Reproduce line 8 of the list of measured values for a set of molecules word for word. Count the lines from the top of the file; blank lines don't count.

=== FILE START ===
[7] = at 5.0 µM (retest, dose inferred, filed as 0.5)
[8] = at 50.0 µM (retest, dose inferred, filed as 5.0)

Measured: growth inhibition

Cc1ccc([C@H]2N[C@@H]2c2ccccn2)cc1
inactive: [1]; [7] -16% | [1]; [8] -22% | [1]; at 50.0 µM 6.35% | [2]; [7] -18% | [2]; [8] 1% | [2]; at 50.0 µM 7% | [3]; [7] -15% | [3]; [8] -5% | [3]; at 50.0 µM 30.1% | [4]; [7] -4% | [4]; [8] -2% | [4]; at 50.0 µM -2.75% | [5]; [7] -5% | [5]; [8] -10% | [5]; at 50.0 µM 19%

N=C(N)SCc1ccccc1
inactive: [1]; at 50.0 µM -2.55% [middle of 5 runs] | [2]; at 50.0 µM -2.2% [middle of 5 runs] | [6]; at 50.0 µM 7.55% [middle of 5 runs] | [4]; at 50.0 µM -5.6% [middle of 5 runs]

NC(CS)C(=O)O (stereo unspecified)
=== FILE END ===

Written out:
NC(CS)C(=O)O (stereo unspecified)